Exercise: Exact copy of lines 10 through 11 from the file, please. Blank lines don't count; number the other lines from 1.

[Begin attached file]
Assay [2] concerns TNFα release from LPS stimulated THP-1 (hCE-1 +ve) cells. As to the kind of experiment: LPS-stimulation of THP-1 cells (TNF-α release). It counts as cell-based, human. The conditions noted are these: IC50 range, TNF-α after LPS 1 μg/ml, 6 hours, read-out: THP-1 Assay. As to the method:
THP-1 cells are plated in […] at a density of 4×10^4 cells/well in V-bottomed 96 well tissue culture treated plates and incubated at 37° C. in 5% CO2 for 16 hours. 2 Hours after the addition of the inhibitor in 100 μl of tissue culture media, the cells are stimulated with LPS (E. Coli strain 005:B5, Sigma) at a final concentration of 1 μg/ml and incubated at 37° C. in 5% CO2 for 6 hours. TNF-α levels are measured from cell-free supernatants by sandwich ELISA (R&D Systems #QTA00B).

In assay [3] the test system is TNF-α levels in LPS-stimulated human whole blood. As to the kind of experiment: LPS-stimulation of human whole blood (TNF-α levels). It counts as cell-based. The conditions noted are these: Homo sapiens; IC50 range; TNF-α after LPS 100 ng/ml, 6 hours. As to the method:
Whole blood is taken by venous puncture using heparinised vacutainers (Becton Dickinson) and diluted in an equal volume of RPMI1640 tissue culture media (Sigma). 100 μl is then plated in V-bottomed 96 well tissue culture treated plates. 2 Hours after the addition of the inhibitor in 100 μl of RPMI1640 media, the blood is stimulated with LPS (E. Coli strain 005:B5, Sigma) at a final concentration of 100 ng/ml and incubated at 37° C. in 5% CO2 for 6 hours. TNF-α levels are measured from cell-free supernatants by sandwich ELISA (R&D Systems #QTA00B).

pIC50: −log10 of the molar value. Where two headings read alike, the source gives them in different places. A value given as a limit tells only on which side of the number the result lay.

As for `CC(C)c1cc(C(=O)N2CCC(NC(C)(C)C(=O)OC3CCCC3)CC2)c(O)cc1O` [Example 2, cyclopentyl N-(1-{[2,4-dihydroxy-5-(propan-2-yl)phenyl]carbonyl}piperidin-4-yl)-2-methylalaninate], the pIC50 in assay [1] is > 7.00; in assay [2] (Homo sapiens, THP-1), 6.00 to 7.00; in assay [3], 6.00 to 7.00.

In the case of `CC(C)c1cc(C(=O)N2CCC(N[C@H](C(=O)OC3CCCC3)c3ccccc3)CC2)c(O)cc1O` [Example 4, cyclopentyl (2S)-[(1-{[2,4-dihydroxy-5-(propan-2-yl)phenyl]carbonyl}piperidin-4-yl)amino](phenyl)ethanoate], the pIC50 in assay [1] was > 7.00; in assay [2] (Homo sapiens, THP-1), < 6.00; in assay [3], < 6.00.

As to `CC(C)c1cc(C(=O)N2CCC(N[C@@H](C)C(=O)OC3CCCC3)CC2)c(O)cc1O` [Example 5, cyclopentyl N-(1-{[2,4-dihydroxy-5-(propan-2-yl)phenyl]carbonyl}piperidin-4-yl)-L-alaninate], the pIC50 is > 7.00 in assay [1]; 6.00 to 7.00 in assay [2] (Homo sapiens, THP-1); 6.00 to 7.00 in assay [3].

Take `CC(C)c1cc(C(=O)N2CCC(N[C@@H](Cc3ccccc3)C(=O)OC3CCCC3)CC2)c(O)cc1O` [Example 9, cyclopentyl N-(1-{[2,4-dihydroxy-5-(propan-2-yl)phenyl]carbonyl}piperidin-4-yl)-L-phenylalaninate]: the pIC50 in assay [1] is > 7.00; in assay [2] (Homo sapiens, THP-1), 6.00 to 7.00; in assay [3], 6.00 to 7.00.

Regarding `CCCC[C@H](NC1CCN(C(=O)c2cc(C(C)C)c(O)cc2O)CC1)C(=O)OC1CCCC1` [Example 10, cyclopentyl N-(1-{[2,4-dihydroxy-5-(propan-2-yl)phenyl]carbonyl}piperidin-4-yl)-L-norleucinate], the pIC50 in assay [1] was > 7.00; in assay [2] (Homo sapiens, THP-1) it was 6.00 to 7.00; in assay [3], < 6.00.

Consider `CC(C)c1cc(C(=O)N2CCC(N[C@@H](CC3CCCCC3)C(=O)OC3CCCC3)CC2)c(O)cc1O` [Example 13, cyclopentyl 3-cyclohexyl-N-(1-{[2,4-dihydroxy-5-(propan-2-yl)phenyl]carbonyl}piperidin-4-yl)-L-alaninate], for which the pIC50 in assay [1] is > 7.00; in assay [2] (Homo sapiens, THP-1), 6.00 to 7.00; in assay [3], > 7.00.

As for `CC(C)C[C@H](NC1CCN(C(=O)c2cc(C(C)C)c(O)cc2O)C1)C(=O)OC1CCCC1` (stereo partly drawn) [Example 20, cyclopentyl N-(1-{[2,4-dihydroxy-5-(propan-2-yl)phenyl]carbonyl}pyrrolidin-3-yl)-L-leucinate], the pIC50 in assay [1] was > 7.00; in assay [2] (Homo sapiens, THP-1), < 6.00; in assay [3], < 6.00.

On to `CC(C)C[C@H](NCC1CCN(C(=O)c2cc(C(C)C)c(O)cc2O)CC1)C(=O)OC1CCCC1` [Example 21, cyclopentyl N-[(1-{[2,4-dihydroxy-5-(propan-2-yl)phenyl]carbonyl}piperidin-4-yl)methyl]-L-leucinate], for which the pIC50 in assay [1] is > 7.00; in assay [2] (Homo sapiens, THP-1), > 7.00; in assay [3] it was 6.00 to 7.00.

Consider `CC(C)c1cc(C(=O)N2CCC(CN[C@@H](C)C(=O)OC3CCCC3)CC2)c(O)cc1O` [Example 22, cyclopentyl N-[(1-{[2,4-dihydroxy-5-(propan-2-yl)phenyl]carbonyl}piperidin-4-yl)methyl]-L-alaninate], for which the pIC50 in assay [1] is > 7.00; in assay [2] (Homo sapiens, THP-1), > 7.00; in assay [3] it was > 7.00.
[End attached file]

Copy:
Regarding `CCCC[C@H](NC1CCN(C(=O)c2cc(C(C)C)c(O)cc2O)CC1)C(=O)OC1CCCC1` [Example 10, cyclopentyl N-(1-{[2,4-dihydroxy-5-(propan-2-yl)phenyl]carbonyl}piperidin-4-yl)-L-norleucinate], the pIC50 in assay [1] was > 7.00; in assay [2] (Homo sapiens, THP-1) it was 6.00 to 7.00; in assay [3], < 6.00.

Consider `CC(C)c1cc(C(=O)N2CCC(N[C@@H](CC3CCCCC3)C(=O)OC3CCCC3)CC2)c(O)cc1O` [Example 13, cyclopentyl 3-cyclohexyl-N-(1-{[2,4-dihydroxy-5-(propan-2-yl)phenyl]carbonyl}piperidin-4-yl)-L-alaninate], for which the pIC50 in assay [1] is > 7.00; in assay [2] (Homo sapiens, THP-1), 6.00 to 7.00; in assay [3], > 7.00.